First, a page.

Lymphedema is a condition of irregular swelling that may occur after surgery or radiation for breast cancer that involves the lymph nodes. Lymphedema can cause the hand and arm to swell. In certain cases, the breast, chest, or underarm may also swell.1
Figure. Lymphatic system showing swelling
How the lymphatic system works
The lymphatic system is part of the immune system that carries fluid called lymph through the body and is made up of lymphatic vessels, lymph nodes, collecting ducts, and several organs, including the spleen, thymus, and tonsils. The main functions of the lymphatic system are to eliminate damaged cells from the body and to defend the body against potential infection and cancer.2
Lymph is a clear-to-white fluid that seeps out of capillaries into tissues of the body. Lymph contains nutrients that help nourish these tissues. Lymph also carries foreign substances, like bacteria, viruses, cancerous cells, and damaged cells to the lymph organs for removal, and many white blood cells are present in the lymph.2,3
Lymph nodes are bean-shaped structures that are found along the lymphatic vessel pathways. The function of the lymph nodes is to filter the lymph before it goes back to the bloodstream. Lymph nodes contain many white blood cells, particularly lymphocytes and macrophages, which are key components of the immune system and help the body fight off infection and remove damaged cells, like cancer cells.2
Why lymphedema occurs
Lymphedema can occur when the lymph nodes have been removed, following a lymph node biopsy, or when the lymph nodes are damaged, such as during radiation to the area. The remaining lymph nodes may not be able to carry all the lymph fluid from the area. Lymphedema can occur months or years after treatment, and it is a chronic condition.1,4
Lymphedema can occur after an injury, infection, or strenuous activity of the arm or hand. Some people notice lymphedema after air travel, due to the change in air pressure.1
One study found that lymphedema occurred in 42% of women within five years of breast cancer diagnosis. For most of those (89%), lymphedema occurred during the first three years after diagnosis. However, it can occur several years after the original treatment.5
Symptoms of lymphedema
When lymphedema occurs, the arm, hand, breast, or chest may become swollen and feel heavy. The affected area may also be achy or painful, and the skin may feel tight. The swelling in the arm or hand may cause decreased flexibility in the elbow or fingers. The swelling may be accompanied by pitting, where the skin stays indented after being pressed.1
Lowering the risk of lymphedema
There are several actions that can help to prevent experiencing lymphedema, including1,6:
Maintaining a healthy body weight
Engage in regular gentle exercises to improve lymph drainage (check with your doctor if you have an exercise restriction)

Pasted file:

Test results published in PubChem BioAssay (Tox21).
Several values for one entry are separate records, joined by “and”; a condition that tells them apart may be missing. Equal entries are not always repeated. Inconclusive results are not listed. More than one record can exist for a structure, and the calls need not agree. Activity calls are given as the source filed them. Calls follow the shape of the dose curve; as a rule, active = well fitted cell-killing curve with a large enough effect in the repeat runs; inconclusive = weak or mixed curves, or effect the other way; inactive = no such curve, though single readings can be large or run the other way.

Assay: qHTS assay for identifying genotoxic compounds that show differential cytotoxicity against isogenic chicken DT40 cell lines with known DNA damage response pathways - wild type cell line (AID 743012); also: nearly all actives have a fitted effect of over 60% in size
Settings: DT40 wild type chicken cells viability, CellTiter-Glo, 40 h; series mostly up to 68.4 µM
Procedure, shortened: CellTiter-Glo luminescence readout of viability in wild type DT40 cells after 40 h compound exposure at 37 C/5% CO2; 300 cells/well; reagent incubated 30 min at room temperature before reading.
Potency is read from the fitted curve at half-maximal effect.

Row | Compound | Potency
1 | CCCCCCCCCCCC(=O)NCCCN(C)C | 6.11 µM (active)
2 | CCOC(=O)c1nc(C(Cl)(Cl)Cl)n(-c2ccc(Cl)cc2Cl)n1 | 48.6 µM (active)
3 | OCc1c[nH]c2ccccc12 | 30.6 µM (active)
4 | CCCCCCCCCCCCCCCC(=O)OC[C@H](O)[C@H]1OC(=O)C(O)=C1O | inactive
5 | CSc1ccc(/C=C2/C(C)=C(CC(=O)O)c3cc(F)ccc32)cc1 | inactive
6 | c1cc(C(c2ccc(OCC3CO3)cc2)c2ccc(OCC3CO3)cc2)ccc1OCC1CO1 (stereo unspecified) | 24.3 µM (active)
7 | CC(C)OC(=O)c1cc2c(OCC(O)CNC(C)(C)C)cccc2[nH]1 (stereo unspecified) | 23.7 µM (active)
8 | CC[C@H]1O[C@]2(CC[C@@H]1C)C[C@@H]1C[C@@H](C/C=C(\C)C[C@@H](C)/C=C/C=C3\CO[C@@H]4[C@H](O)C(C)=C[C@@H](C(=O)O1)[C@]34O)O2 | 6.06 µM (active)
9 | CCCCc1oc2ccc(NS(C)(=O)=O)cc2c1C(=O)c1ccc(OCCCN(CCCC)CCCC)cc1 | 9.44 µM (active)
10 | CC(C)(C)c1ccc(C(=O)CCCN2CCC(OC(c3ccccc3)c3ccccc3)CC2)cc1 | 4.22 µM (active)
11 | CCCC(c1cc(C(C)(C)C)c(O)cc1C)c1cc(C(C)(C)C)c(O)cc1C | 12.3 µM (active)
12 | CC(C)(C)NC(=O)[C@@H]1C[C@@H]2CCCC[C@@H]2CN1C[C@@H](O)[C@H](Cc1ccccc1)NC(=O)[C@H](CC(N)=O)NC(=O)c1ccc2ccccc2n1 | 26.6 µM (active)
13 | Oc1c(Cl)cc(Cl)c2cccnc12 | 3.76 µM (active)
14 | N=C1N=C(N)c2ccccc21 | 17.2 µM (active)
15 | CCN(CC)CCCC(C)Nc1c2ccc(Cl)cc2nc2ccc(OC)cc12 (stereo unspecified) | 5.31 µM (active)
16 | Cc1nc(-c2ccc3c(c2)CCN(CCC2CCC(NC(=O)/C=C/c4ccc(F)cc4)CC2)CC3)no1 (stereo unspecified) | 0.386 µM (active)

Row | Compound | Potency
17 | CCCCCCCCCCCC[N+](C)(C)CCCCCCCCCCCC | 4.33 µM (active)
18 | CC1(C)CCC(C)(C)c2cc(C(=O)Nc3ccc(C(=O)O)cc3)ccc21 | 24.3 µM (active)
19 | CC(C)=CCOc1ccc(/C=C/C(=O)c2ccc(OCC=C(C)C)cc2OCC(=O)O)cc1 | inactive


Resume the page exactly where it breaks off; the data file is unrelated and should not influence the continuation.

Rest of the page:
Promptly cleaning and applying antibiotic ointment to any cuts on the affected hand or arm
Ask for blood draws or injections to be given on the non-affected side (if lymph nodes were only taken from one side)
Use sunscreen and sun protective clothing to prevent sunburn
Wear gloves when doing dishes, gardening, or cleaning
Use electric razors for shaving under the arm
Avoid any tight jewelry or clothing, such as those with elastic
Treatment for lymphedema
There are several techniques that can be used to help manage the symptoms of lymphedema, including the use of compression bandages or sleeves, manual lymph drainage therapy, and surgical techniques, such as transferring lymph nodes from another area of the body to the affected site.6
Lymphedema can impact quality of life
It is important to get prompt treatment for lymphedema and manage the symptoms. Lymphedema can not only cause physical discomfort, but it can also decrease a person’s quality of life. The physical symptoms can limit a person’s range of motion, strength, and function. Dealing with the loss of function and the appearance of a swollen limb can cause body issues, social avoidance, anxiety, or depression. While lymphedema ranges in severity from mild to severe and not everyone experiences emotional and mental distress from lymphedema, it is important to get help from a healthcare provider for all symptoms – physical, mental and/or emotional.
Common questions about breast cancer-related lymphedema. Memorial Sloan Kettering Cancer Center. Available at https://www.mskcc.org/cancer-care/patient-education/common-questions-about-breast-related-lymphedema. Accessed 8/13/18.
Overview of the lymphatic system. Merck Manuals. Available at http://www.merckmanuals.com/home/heart-and-blood-vessel-disorders/lymphatic-disorders/overview-of-the-lymphatic-system. Accessed 8/13/18.
Lymph system. MedlinePlus, U.S. National Library of Medicine. Available at https://medlineplus.gov/ency/article/002247.htm. Accessed 8/13/18.
Breast cancer: Lymphedema after treatment. Johns Hopkins Medicine. Available at https://www.hopkinsmedicine.org/healthlibrary/conditions/breast_health/lymphedema_following_a_mastectomy_85,P00148. Accessed 8/13/18.
Norman SA, Localio AR, Potashnik SL, et al. Lymphedema in Breast Cancer Survivors: Incidence, Degree, Time Course, Treatment, and Symptoms. Journal of Clinical Oncology. 2009;27(3):390-397. doi:10.1200/JCO.2008.17.9291.
Lymphedema management for breast cancer. Cancer Treatment Centers of America. Available at https://www.cancercenter.com/breast-cancer/lymphedema-management/. Accessed 8/13/18.